Abstract: VMD is a molecular graphics program designed for the display and analysis of molecular assemblies, in particular biopolymers such as proteins and nucleic acids. VMD can simultaneously display any number of structures using a wide variety of rendering styles and coloring methods. Molecules are displayed as one or more "representations," in which each representation embodies a particular rendering method and coloring scheme for a selected subset of atoms. The atoms displayed in each representation are chosen using an extensive atom selection syntax, which includes Boolean operators and regular expressions. VMD provides a complete graphical user interface for program control, as well as a text interface using the Tcl embeddable parser to allow for complex scripts with variable substitution, control loops, and function calls. Full session logging is supported, which produces a VMD command script for later playback. High-resolution raster images of displayed molecules may be produced by generating input scripts for use by a number of photorealistic image-rendering applications. VMD has also been expressly designed with the ability to animate molecular dynamics (MD) simulation trajectories, imported either from files or from a direct connection to a running MD simulation. VMD is the visualization component of MDScope, a set of tools for interactive problem solving in structural biology, which also includes the parallel MD program NAMD, and the MDCOMM software used to connect the visualization and simulation programs. VMD is written in C++, using an object-oriented design; the program, including source code and extensive documentation, is freely available via anonymous ftp and through the World Wide Web.

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TL;DR: In this article, the authors compared the Bernal Fowler (BF), SPC, ST2, TIPS2, TIP3P, and TIP4P potential functions for liquid water in the NPT ensemble at 25°C and 1 atm.

Abstract: Classical Monte Carlo simulations have been carried out for liquid water in the NPT ensemble at 25 °C and 1 atm using six of the simpler intermolecular potential functions for the water dimer: Bernal–Fowler (BF), SPC, ST2, TIPS2, TIP3P, and TIP4P. Comparisons are made with experimental thermodynamic and structural data including the recent neutron diffraction results of Thiessen and Narten. The computed densities and potential energies are in reasonable accord with experiment except for the original BF model, which yields an 18% overestimate of the density and poor structural results. The TIPS2 and TIP4P potentials yield oxygen–oxygen partial structure functions in good agreement with the neutron diffraction results. The accord with the experimental OH and HH partial structure functions is poorer; however, the computed results for these functions are similar for all the potential functions. Consequently, the discrepancy may be due to the correction terms needed in processing the neutron data or to an effect uniformly neglected in the computations. Comparisons are also made for self‐diffusion coefficients obtained from molecular dynamics simulations. Overall, the SPC, ST2, TIPS2, and TIP4P models give reasonable structural and thermodynamic descriptions of liquid water and they should be useful in simulations of aqueous solutions. The simplicity of the SPC, TIPS2, and TIP4P functions is also attractive from a computational standpoint.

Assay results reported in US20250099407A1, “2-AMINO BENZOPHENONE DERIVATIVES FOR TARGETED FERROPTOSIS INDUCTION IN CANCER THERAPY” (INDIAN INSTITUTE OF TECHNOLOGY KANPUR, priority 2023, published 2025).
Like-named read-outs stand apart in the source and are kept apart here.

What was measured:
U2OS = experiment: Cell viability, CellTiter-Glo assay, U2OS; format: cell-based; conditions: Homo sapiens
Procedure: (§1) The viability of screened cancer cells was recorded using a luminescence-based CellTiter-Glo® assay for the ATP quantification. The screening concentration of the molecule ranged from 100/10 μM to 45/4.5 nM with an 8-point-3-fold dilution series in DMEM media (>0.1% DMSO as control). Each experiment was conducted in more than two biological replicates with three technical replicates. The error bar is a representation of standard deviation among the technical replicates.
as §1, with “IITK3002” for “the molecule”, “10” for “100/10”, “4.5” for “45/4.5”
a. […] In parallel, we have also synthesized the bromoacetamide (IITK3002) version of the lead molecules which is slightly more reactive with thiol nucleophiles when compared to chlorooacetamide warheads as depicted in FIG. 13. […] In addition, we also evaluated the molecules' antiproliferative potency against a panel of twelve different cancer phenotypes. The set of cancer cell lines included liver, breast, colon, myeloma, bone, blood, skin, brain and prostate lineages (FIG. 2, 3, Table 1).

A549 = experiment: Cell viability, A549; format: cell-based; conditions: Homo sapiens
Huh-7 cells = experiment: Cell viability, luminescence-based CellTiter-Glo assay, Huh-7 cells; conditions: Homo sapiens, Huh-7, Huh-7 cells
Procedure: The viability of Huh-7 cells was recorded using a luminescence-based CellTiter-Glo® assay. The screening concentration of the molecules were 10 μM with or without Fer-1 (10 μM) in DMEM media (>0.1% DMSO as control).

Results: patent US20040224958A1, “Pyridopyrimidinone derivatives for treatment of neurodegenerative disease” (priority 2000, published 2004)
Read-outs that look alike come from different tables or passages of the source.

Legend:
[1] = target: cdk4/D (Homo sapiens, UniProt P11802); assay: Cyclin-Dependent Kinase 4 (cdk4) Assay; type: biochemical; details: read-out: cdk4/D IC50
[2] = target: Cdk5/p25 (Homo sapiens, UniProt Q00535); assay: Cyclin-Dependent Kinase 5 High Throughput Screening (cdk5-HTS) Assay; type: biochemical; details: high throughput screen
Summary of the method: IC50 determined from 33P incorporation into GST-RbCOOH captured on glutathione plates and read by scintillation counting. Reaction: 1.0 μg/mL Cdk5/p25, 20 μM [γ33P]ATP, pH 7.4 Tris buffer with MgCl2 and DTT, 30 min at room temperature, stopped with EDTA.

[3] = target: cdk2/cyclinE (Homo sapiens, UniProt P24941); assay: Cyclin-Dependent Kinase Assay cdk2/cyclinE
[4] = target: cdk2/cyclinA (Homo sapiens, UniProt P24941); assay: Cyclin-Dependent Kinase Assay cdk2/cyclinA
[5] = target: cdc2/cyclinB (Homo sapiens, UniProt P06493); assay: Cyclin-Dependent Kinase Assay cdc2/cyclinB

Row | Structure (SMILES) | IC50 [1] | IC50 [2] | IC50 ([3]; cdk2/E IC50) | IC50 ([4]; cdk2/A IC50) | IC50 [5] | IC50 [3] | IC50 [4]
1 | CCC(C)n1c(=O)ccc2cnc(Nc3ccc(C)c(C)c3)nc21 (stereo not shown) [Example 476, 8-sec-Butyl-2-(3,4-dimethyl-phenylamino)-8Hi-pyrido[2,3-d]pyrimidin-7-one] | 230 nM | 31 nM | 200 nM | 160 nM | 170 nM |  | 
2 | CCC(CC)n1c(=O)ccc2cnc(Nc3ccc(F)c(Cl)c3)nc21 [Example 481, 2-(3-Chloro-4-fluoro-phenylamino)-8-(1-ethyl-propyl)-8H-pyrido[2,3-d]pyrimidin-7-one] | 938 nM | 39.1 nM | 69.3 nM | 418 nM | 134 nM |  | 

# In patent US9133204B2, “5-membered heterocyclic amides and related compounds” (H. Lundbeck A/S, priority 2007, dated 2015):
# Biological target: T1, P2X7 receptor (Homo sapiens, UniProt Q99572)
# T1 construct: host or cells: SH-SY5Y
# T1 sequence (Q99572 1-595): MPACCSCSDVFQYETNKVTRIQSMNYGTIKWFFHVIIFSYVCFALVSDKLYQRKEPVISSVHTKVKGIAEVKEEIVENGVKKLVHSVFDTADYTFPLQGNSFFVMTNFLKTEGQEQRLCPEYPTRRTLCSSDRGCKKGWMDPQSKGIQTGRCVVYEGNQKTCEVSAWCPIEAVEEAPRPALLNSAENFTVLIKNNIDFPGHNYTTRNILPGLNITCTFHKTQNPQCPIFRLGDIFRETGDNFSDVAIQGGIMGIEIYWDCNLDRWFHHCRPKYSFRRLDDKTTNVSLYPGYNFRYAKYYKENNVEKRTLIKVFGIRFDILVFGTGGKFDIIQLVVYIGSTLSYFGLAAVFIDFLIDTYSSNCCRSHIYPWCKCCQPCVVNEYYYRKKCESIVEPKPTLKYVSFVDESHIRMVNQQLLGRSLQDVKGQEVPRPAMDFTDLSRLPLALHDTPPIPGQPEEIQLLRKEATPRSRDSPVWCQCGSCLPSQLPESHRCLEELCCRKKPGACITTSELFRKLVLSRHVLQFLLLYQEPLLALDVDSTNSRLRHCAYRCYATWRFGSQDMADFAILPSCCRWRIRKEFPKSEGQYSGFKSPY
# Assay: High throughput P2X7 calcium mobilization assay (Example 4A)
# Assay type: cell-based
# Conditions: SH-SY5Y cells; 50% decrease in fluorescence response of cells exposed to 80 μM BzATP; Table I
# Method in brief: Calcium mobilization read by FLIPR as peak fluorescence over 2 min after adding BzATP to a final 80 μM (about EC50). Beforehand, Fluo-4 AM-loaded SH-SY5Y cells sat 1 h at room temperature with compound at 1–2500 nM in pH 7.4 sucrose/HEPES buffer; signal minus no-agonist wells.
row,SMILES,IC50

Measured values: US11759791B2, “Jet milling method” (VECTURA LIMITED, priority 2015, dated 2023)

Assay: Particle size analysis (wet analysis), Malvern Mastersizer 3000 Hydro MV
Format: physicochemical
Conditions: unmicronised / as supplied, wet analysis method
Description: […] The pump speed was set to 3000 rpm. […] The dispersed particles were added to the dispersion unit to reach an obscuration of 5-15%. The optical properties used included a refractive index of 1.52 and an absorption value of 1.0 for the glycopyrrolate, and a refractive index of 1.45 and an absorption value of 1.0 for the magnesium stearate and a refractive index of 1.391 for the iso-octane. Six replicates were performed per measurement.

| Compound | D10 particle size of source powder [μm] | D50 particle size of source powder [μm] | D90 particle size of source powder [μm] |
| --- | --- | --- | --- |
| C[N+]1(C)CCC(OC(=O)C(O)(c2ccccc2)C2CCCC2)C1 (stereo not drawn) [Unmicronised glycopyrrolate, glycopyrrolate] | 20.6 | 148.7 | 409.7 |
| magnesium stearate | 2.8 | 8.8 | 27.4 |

33,683 citations

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TL;DR: In this article, three parallel algorithms for classical molecular dynamics are presented, which can be implemented on any distributed-memory parallel machine which allows for message-passing of data between independently executing processors.

Abstract: Three parallel algorithms for classical molecular dynamics are presented. The first assigns each processor a fixed subset of atoms; the second assigns each a fixed subset of inter-atomic forces to compute; the third assigns each a fixed spatial region. The algorithms are suitable for molecular dynamics models which can be difficult to parallelize efficiently—those with short-range forces where the neighbors of each atom change rapidly. They can be implemented on any distributed-memory parallel machine which allows for message-passing of data between independently executing processors. The algorithms are tested on a standard Lennard-Jones benchmark problem for system sizes ranging from 500 to 100,000,000 atoms on several parallel supercomputers--the nCUBE 2, Intel iPSC/860 and Paragon, and Cray T3D. Comparing the results to the fastest reported vectorized Cray Y-MP and C90 algorithm shows that the current generation of parallel machines is competitive with conventional vector supercomputers even for small problems. For large problems, the spatial algorithm achieves parallel efficiencies of 90% and a 1840-node Intel Paragon performs up to 165 faster than a single Cray C9O processor. Trade-offs between the three algorithms and guidelines for adapting them to more complex molecular dynamics simulations are also discussed.

32,670 citations

01 May 1993

TL;DR: Comparing the results to the fastest reported vectorized Cray Y-MP and C90 algorithm shows that the current generation of parallel machines is competitive with conventional vector supercomputers even for small problems.

Abstract: Three parallel algorithms for classical molecular dynamics are presented. The first assigns each processor a fixed subset of atoms; the second assigns each a fixed subset of inter-atomic forces to compute; the third assigns each a fixed spatial region. The algorithms are suitable for molecular dynamics models which can be difficult to parallelize efficiently—those with short-range forces where the neighbors of each atom change rapidly. They can be implemented on any distributed-memory parallel machine which allows for message-passing of data between independently executing processors. The algorithms are tested on a standard Lennard-Jones benchmark problem for system sizes ranging from 500 to 100,000,000 atoms on several parallel supercomputers--the nCUBE 2, Intel iPSC/860 and Paragon, and Cray T3D. Comparing the results to the fastest reported vectorized Cray Y-MP and C90 algorithm shows that the current generation of parallel machines is competitive with conventional vector supercomputers even for small problems. For large problems, the spatial algorithm achieves parallel efficiencies of 90% and a 1840-node Intel Paragon performs up to 165 faster than a single Cray C9O processor. Trade-offs between the three algorithms and guidelines for adapting them to more complex molecular dynamics simulations are also discussed.

29,323 citations